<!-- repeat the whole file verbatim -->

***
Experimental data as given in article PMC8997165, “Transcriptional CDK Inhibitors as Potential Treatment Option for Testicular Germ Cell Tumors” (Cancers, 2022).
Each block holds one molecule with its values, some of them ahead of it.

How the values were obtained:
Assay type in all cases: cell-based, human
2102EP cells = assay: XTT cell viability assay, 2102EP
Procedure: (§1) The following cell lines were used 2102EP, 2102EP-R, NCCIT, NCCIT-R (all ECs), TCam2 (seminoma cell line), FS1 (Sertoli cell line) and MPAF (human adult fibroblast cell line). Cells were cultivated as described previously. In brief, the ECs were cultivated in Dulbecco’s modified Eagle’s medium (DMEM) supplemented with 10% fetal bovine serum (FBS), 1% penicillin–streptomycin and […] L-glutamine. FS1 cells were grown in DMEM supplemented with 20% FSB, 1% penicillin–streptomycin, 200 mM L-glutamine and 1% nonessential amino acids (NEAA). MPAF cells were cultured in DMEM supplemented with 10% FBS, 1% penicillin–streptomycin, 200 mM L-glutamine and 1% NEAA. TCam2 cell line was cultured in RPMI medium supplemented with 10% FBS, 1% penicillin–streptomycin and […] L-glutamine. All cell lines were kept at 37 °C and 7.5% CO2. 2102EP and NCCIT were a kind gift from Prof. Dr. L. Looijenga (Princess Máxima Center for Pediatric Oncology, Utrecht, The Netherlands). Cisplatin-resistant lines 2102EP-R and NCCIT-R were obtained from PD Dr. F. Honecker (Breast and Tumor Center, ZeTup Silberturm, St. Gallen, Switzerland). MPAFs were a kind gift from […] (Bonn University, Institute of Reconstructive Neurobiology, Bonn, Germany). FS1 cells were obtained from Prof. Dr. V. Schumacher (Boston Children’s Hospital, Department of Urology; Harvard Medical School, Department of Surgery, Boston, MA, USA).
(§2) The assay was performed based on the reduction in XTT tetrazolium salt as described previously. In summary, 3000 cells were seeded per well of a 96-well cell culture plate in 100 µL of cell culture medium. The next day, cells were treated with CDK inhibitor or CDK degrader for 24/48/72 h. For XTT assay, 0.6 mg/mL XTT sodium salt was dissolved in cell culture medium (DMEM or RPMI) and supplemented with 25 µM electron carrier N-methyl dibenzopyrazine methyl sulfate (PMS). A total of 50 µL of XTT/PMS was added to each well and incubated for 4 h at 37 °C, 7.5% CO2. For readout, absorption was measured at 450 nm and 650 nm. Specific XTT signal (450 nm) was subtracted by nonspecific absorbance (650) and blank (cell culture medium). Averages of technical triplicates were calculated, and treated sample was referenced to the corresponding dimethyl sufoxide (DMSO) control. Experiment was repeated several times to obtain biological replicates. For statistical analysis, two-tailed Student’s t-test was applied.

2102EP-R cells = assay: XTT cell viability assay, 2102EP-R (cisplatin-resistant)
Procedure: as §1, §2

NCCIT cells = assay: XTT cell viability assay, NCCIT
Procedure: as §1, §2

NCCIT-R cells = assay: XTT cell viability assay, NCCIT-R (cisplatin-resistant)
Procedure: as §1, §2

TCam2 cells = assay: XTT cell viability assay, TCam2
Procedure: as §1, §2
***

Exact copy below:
Experimental data as given in article PMC8997165, “Transcriptional CDK Inhibitors as Potential Treatment Option for Testicular Germ Cell Tumors” (Cancers, 2022).
Each block holds one molecule with its values, some of them ahead of it.

How the values were obtained:
Assay type in all cases: cell-based, human
2102EP cells = assay: XTT cell viability assay, 2102EP
Procedure: (§1) The following cell lines were used 2102EP, 2102EP-R, NCCIT, NCCIT-R (all ECs), TCam2 (seminoma cell line), FS1 (Sertoli cell line) and MPAF (human adult fibroblast cell line). Cells were cultivated as described previously. In brief, the ECs were cultivated in Dulbecco’s modified Eagle’s medium (DMEM) supplemented with 10% fetal bovine serum (FBS), 1% penicillin–streptomycin and […] L-glutamine. FS1 cells were grown in DMEM supplemented with 20% FSB, 1% penicillin–streptomycin, 200 mM L-glutamine and 1% nonessential amino acids (NEAA). MPAF cells were cultured in DMEM supplemented with 10% FBS, 1% penicillin–streptomycin, 200 mM L-glutamine and 1% NEAA. TCam2 cell line was cultured in RPMI medium supplemented with 10% FBS, 1% penicillin–streptomycin and […] L-glutamine. All cell lines were kept at 37 °C and 7.5% CO2. 2102EP and NCCIT were a kind gift from Prof. Dr. L. Looijenga (Princess Máxima Center for Pediatric Oncology, Utrecht, The Netherlands). Cisplatin-resistant lines 2102EP-R and NCCIT-R were obtained from PD Dr. F. Honecker (Breast and Tumor Center, ZeTup Silberturm, St. Gallen, Switzerland). MPAFs were a kind gift from […] (Bonn University, Institute of Reconstructive Neurobiology, Bonn, Germany). FS1 cells were obtained from Prof. Dr. V. Schumacher (Boston Children’s Hospital, Department of Urology; Harvard Medical School, Department of Surgery, Boston, MA, USA).
(§2) The assay was performed based on the reduction in XTT tetrazolium salt as described previously. In summary, 3000 cells were seeded per well of a 96-well cell culture plate in 100 µL of cell culture medium. The next day, cells were treated with CDK inhibitor or CDK degrader for 24/48/72 h. For XTT assay, 0.6 mg/mL XTT sodium salt was dissolved in cell culture medium (DMEM or RPMI) and supplemented with 25 µM electron carrier N-methyl dibenzopyrazine methyl sulfate (PMS). A total of 50 µL of XTT/PMS was added to each well and incubated for 4 h at 37 °C, 7.5% CO2. For readout, absorption was measured at 450 nm and 650 nm. Specific XTT signal (450 nm) was subtracted by nonspecific absorbance (650) and blank (cell culture medium). Averages of technical triplicates were calculated, and treated sample was referenced to the corresponding dimethyl sufoxide (DMSO) control. Experiment was repeated several times to obtain biological replicates. For statistical analysis, two-tailed Student’s t-test was applied.

2102EP-R cells = assay: XTT cell viability assay, 2102EP-R (cisplatin-resistant)
Procedure: as §1, §2

NCCIT cells = assay: XTT cell viability assay, NCCIT
Procedure: as §1, §2

NCCIT-R cells = assay: XTT cell viability assay, NCCIT-R (cisplatin-resistant)
Procedure: as §1, §2

TCam2 cells = assay: XTT cell viability assay, TCam2
Procedure: as §1, §2